I’ll never forget what happened the night of January 12, 2008. I was exactly a week away from my twenty-first birthday, and my boyfriend and I were at a popular hotspot in Hollywood — a multi-level, outdoor shopping and entertainment venue. The only purpose of our trip was to claim a credit card my boyfriend had left there the night before, and I promised him we’d make the night fun, regardless. Credit card, check. Laughter, check. Once we decided to leave, we were on the bottom escalator heading towards my car when we heard a loud scream. I looked up to a man falling. He fell from four stories above and landed next to me on the parallel escalator. I’ll never forget the sound his head made as it hit the escalator steps, and I’ll never forget stepping over his wrecked body and blood in hopes of helping him. Moreover, I’ll never forget the words, “He expired.”
These horrific details stuck with me and replayed in my mind as the trauma consumed my absolute being. My struggles were impalpable. I didn’t know this man, but I was the last person looking into his eyes when he died. Soon after, I was diagnosed at twenty-one years old with Post Traumatic Stress Disorder (PTSD), along with Panic Disorder. Months later, I could still barely peel myself off the couch, and my relationship with my then-boyfriend absolutely crumbled. If I left the house, I faked a smile and kept my pain silent. Years later, I still battle with my emotions, and I rarely discuss this side of me…this dark side. I have days when I feel as if no one can imagine what I’ve been through, and I have days when I just can’t stop my mind from showcasing appalling images. My struggle with PTSD has definitely improved with time, but every January 12th, it’s reliving the trauma all over again.
At the time of the traumatic event, I was working as a professional actor in Los Angeles. As I dealt with my agony, I began to reprioritize my life. Acting no longer became the forefront, and I realized I wanted to help people in pain. At twenty-five, I enrolled myself in college, and at twenty-nine, I transferred to Columbia University in New York City. I’m a psychology student, with hopes of eventually getting my master’s in social work. Now at Columbia University, I’m understanding (even more so) just how important it is to keep my mental health in check.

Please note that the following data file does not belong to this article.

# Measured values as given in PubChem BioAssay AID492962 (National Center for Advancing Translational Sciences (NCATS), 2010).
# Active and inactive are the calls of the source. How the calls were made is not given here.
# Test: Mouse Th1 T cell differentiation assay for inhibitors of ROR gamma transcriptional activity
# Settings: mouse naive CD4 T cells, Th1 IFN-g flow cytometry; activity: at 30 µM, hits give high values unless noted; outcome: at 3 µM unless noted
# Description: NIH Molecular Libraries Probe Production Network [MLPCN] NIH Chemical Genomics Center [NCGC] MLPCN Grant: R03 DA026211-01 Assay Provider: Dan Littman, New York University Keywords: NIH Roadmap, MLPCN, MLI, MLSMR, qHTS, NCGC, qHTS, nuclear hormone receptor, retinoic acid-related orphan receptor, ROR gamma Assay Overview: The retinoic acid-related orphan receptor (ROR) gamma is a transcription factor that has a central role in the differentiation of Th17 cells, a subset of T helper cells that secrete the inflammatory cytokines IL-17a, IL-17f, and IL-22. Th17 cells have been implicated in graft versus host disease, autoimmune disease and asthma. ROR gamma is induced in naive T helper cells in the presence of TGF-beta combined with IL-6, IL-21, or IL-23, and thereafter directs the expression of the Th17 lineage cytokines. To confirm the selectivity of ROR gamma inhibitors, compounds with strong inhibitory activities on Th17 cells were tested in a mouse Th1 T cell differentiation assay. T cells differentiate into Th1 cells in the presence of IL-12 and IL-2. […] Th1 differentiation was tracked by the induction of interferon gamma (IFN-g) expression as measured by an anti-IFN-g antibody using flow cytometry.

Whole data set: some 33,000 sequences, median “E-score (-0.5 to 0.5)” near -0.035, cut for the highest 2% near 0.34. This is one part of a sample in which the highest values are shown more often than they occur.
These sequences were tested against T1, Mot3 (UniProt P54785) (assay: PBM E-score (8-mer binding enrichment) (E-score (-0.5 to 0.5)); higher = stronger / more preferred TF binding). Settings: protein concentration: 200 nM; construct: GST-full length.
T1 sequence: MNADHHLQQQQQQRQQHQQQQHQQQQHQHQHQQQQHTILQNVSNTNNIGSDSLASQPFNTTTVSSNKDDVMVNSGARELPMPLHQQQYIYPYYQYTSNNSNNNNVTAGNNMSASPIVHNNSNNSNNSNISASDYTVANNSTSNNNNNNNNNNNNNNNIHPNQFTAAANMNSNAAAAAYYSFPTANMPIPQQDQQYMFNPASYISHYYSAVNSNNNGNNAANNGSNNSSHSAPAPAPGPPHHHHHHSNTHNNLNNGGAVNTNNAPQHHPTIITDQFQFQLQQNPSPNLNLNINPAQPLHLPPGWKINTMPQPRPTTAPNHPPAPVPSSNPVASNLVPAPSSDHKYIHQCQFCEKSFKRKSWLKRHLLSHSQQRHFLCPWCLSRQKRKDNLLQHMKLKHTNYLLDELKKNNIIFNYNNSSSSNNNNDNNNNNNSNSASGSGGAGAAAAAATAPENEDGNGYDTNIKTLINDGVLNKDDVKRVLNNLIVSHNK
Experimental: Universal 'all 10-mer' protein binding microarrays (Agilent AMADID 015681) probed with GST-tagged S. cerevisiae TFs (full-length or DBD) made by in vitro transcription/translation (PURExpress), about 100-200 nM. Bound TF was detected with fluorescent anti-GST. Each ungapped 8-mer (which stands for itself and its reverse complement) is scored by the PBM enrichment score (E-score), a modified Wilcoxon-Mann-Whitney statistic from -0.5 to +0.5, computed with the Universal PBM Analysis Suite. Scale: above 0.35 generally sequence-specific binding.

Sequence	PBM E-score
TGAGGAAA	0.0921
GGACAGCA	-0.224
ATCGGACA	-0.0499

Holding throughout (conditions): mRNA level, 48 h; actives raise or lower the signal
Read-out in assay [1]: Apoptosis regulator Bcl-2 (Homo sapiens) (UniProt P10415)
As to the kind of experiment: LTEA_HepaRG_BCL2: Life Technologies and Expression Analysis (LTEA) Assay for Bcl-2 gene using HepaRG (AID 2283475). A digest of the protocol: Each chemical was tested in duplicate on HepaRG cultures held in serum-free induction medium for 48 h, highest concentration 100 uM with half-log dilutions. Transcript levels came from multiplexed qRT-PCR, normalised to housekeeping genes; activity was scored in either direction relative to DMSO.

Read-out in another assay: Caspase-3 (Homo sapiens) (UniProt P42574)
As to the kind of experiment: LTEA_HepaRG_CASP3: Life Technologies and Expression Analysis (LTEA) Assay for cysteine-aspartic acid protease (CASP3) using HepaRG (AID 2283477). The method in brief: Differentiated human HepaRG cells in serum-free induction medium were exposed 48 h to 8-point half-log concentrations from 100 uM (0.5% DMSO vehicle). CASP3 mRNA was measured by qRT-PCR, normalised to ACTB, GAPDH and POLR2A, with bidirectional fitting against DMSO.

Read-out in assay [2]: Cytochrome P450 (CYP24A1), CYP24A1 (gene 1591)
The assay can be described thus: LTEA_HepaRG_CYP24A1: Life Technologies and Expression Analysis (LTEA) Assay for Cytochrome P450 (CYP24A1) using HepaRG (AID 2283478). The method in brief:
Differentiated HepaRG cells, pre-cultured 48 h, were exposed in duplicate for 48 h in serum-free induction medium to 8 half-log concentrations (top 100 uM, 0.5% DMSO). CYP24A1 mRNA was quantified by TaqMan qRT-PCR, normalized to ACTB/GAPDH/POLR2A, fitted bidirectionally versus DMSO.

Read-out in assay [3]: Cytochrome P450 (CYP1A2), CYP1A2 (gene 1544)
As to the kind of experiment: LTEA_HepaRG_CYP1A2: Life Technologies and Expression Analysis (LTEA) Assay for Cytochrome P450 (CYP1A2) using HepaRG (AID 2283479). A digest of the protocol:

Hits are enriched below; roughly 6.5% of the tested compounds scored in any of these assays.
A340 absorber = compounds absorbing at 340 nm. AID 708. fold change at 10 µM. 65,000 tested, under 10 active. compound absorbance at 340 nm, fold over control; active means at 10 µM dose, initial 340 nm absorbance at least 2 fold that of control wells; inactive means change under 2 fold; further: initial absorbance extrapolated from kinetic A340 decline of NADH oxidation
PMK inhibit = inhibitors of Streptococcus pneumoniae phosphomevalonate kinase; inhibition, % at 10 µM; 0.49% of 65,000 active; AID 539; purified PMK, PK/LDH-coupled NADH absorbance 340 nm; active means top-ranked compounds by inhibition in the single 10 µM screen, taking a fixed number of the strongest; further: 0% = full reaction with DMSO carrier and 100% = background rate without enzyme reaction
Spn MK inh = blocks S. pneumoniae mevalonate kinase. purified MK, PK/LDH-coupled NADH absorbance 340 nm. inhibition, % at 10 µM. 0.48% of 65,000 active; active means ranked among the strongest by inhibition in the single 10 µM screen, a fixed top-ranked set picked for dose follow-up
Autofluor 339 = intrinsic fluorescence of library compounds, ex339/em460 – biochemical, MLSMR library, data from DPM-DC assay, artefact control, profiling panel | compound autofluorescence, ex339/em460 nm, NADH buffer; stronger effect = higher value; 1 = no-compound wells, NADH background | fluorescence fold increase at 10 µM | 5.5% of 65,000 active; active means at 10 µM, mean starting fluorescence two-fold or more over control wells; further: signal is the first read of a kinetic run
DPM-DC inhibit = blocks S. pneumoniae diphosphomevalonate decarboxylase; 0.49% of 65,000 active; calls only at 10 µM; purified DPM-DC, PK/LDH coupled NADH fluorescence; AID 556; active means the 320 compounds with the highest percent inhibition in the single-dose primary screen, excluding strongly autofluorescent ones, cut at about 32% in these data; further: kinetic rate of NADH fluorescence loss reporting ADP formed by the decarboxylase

Since arriving at Columbia University this past August, the school has dealt with a number of recent student suicides. Just this week, I received an email addressing the issue, detailing the future plans of assessing mental health of students and providing extra wellness resources for those in need. Along with these resources, the school already provides counseling and psychological services, but my question is…what happens to the students who just don’t want to talk? I remember hating to talk about my pain when I was first diagnosed, because I knew I’d just cry…and I didn’t want to cry. Eventually, I realized the importance of talking. I needed help, and I now know the gravity of discussing my trauma. Mental health needs to be discussed more, but there’s always the issue of who doesn’t want to talk.
To this day, I still have a hard time discussing this part of my life, but at least I’m talking…or writing! While finishing my studies at Columbia, my days are jam-packed, and I constantly have to remind myself to take breaks and allow myself to be okay with not accomplishing every single task planned for the day. I remind myself to get enough sleep, and if I have days where I feel down, I work hard to pick myself back up and find something positive in the day. I took steps and continue to take steps daily to better myself and my mental well-being. I don’t know what it takes to get other people in a better place, or to even start talking, but I think Columbia has taken the first steps. As for me, I know January 12th will come again, but I know I’ll keep fighting.
Originally published at medium.com